1000 WOODEN BALLS 2015
1000 WOODEN BALLS
Peekskill Project 6
Hudson Valley MOCA
Peekskill, New York
Oct 24th 12–1pm, HVCCA 1701 Main Street
Nov 1st 12–1pm, 100 North Water Street
Nov 8th 12–2pm Sunday! 100 North Water Street
Dec 5th 100 North Water Street and Hudson Valley MOCA 11am-5pm
All four videos are exerpts of longer documentation pieces.
Molly Haslund’s piece, ‘1000 Wooden Balls’, is directly related to the urban history of an abandoned waterfront in Brooklyn, New York. Around year 2000, the former Brooklyn Eastern District Terminal (BEDT) was taken over and rebuilt by individuals and small groups of people who collaborated on outsider art projects, artistic experiments, graffiti, music, film screenings and other activities. Since then, BEDT has been developed through a process of gentrification and no longer exists.
In 2014, during a residency at ISCP International Studio and Curatorial Program, New York, Haslund came across ‘The Accidental Playground - Brooklyn Waterfront Narratives of the Undesigned and Unplanned’, by Daniel Campo. The book includes a history of BEDT and a description of an incident involving thousands of wooden balls:
'With the onset of warm weather, participatory or performance art could be experienced every weekend. One such installation consisted of thousands of softball-sized wooden balls that had been dumped onto a corner of the Slab. It provided an unlikely but powerful magnet for many who encountered them and wondered, where did these balls come from and who brought them here? Someone told me that an artist had fabricated them in a basement workshop. Someone else said they were just discarded production extras from a local factory. Did it matter whether someone created these balls for this art-play experience or merely disposed of them in a convenient place? Perhaps it was just an accidental gesture created by the act of illegal dumping. Whatever their origin, the balls delighted many people who found different ways to play with them. Some arranged the balls into interesting shapes and designs, while others walked on top of them, attempting not to slip or fall. The balls were composed of a stringy wood composite with a hollow core. I watched others derive great pleasure in exploiting the limitations of this design. They hurled them against a wall or the ground, fracturing them into many small pieces. The satisfying smashing sound created from the impact, as I was compelled to discover, added to the visceral joy of destruction. The balls were play objects throughout the summer of 2000 and persisted into the fall, though ever-diminishing numbers. Like other aspects of this, over time destructive or entropic forces gained the upper hand and eventually they were entirely gone from the Slab.'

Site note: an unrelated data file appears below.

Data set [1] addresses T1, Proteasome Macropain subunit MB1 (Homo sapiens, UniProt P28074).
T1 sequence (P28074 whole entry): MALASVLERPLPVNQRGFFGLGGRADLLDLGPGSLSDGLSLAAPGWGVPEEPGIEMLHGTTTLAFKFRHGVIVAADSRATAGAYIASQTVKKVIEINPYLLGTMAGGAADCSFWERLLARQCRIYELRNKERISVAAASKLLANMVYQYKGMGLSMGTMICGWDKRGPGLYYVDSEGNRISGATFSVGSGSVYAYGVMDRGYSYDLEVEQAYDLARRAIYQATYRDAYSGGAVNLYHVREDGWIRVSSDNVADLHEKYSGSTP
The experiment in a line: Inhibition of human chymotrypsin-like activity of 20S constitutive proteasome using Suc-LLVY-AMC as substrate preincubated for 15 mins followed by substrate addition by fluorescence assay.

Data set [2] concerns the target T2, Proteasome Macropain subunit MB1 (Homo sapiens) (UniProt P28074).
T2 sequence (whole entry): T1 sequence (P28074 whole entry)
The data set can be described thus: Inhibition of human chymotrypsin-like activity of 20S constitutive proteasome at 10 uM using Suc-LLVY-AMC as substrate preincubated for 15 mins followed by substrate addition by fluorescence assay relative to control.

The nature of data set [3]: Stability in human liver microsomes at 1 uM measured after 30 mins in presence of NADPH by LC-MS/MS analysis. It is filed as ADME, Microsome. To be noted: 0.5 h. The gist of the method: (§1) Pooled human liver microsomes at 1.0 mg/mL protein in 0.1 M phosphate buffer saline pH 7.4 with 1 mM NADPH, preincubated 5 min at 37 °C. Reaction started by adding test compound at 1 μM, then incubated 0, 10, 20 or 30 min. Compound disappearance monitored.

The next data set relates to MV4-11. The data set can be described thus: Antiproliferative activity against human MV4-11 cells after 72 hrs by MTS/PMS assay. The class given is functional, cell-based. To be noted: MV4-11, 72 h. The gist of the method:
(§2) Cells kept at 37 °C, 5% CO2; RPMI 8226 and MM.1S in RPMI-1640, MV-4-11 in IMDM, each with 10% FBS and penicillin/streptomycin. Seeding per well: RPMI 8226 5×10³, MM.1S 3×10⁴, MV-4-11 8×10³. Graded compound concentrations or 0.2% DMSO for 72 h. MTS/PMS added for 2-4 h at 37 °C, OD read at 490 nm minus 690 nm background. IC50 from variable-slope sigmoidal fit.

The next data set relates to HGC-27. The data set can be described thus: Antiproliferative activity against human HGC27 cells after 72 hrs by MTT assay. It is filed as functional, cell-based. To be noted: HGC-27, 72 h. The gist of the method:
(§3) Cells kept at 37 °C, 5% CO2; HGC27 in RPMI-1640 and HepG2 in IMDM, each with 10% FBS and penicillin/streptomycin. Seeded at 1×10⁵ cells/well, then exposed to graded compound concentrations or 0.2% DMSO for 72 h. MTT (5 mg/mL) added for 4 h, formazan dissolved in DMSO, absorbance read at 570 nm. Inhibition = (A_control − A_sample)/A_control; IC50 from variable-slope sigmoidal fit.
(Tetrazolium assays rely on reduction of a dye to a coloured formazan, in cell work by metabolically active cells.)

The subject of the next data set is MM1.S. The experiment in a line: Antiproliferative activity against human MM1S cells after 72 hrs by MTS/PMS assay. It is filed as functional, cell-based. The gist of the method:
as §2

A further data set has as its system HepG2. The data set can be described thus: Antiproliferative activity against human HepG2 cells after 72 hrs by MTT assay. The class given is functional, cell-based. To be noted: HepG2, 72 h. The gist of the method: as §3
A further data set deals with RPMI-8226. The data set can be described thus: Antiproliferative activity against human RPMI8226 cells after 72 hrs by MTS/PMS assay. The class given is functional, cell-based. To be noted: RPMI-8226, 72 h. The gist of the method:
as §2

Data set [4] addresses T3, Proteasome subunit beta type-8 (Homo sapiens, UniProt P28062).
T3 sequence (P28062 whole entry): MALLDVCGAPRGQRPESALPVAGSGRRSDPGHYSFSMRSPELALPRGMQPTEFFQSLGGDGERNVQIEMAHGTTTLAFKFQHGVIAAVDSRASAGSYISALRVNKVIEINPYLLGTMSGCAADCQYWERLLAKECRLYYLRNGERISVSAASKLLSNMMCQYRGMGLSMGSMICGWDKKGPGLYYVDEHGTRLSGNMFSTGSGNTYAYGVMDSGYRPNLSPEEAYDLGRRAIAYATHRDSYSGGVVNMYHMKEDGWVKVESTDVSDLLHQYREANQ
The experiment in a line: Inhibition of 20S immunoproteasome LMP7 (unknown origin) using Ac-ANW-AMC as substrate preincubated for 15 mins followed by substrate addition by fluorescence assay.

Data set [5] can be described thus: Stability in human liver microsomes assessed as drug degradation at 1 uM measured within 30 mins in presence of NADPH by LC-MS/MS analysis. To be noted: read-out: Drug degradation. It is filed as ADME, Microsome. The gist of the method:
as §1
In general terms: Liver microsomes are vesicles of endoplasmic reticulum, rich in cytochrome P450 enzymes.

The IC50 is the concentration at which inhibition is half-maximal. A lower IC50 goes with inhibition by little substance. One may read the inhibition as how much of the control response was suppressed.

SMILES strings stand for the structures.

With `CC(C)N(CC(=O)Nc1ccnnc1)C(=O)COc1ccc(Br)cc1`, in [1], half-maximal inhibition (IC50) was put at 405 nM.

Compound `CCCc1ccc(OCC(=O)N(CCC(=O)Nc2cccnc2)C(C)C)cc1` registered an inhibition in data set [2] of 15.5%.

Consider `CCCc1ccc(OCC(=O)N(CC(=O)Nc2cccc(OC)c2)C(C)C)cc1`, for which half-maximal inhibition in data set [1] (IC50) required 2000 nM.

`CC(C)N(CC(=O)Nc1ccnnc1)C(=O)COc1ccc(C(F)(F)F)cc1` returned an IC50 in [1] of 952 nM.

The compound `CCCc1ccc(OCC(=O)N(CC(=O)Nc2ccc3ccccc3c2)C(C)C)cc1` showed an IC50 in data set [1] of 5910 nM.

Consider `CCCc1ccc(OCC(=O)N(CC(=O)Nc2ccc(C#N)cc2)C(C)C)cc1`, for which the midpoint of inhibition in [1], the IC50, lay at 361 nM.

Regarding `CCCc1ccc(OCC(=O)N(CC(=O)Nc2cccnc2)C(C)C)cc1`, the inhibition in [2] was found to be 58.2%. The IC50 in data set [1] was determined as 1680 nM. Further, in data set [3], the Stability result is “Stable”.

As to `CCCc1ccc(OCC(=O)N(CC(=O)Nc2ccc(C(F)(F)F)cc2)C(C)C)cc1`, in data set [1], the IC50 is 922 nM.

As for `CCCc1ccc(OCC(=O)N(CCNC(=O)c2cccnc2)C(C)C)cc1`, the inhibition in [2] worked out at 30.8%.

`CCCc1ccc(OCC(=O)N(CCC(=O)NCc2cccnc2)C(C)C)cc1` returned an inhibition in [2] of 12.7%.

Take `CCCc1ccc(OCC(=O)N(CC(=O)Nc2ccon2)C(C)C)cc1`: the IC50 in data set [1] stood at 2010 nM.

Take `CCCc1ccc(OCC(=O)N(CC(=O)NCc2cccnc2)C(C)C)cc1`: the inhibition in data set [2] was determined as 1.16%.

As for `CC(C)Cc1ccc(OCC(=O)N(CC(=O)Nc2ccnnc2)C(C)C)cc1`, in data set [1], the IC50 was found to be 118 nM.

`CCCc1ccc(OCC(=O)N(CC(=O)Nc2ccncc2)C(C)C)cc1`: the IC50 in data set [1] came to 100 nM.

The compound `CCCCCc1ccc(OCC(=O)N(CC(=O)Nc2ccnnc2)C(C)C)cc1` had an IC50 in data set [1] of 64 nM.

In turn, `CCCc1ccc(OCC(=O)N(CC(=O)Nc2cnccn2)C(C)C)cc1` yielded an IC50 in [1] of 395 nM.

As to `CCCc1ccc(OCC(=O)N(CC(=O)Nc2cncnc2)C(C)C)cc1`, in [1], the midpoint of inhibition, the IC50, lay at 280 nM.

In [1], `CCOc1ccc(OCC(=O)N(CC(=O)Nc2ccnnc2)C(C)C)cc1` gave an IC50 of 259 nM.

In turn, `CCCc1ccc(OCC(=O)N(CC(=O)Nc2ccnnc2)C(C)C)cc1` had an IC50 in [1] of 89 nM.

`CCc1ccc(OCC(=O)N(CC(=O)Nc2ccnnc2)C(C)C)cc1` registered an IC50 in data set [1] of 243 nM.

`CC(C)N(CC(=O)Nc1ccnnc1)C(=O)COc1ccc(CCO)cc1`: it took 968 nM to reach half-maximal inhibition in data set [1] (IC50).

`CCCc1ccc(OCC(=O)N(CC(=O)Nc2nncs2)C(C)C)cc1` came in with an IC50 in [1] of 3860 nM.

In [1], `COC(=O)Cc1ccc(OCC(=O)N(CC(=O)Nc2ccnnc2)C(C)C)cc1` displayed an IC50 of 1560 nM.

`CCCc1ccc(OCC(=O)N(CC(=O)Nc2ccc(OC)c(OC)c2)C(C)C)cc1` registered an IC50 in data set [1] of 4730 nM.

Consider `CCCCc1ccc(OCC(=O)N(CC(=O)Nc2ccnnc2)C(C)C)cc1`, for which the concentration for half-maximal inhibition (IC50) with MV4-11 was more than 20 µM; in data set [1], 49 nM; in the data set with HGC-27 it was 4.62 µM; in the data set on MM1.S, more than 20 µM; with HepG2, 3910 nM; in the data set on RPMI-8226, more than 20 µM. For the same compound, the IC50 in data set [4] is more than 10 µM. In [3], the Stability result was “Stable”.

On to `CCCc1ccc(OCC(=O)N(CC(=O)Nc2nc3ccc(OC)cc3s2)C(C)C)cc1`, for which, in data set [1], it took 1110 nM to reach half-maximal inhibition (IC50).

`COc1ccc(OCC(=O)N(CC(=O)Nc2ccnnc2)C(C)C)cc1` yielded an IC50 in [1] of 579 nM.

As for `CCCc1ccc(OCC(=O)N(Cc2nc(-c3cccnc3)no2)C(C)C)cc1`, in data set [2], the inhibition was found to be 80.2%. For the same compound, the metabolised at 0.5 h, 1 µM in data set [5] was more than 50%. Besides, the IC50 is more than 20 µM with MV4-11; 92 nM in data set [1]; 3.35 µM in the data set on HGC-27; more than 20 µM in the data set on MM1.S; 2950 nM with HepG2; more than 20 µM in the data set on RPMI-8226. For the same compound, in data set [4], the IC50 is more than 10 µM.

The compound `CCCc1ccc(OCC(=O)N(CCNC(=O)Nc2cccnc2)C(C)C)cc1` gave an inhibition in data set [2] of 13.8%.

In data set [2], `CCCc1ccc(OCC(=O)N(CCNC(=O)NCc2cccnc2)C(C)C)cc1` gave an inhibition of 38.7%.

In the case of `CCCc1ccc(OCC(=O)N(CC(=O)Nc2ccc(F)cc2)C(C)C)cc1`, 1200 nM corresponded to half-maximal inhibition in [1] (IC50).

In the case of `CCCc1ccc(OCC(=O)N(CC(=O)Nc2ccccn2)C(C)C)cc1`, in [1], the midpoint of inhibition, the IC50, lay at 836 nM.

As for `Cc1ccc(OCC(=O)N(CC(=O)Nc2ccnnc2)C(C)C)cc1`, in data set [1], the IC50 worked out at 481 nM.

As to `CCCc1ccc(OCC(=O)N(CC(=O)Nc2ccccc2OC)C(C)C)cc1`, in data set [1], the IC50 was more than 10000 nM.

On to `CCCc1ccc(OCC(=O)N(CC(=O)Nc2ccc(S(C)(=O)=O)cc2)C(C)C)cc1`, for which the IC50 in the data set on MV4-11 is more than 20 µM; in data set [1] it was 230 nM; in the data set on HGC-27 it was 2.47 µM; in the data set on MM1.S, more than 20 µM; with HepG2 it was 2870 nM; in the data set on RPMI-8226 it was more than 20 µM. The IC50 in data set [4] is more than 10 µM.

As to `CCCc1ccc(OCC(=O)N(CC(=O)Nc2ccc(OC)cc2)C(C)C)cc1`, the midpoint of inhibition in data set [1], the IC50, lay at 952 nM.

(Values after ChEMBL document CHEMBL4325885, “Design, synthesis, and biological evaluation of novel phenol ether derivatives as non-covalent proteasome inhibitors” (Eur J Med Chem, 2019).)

A whole decade later for Peekskill Project 6, and as homage to BEDT, Haslund has recreated what took place at the waterfront in Brooklyn. On a different vacant piece of land, she has performed a series of activities around one thousand wooden balls, as she imagines they happened in BEDT in 2000.
During Haslund’s four performances, one to three hours long and open to the public, she has activated the balls through a series of physical tasks and repetitive actions. ‘1000 Wooden Balls’ was performed during the autumn and early winter of 2015 at 100 North Water Street, Peekskill, under the following headings:
October 24th: ‘Kicking a Pile’
November 1st: 'Breaking by Juggling’
November 8th: '1000 Holes'
December 5th: ‘Leaving A-B'
Haslund’s re-enactments within a contemporary urban environment bring an important sense of vitality to ‘1000 Wooden Balls’. Through the history of BEDT Haslund has created a piece where attitudes and initiatives towards urban space are challenged. Her performances reflect upon current events such as gentrification, migration, and displacement – all themes present at the very heart of the Peekskill community.
Supported by the Danish Arts Foundation
Hudson Valley MOCA, Peekskill
ISCP International Studio and Curatorial Program, NYC
Flux Factory, NYC
All video footage by Joe Joe Orangias
Photos by Joe Joe Orangias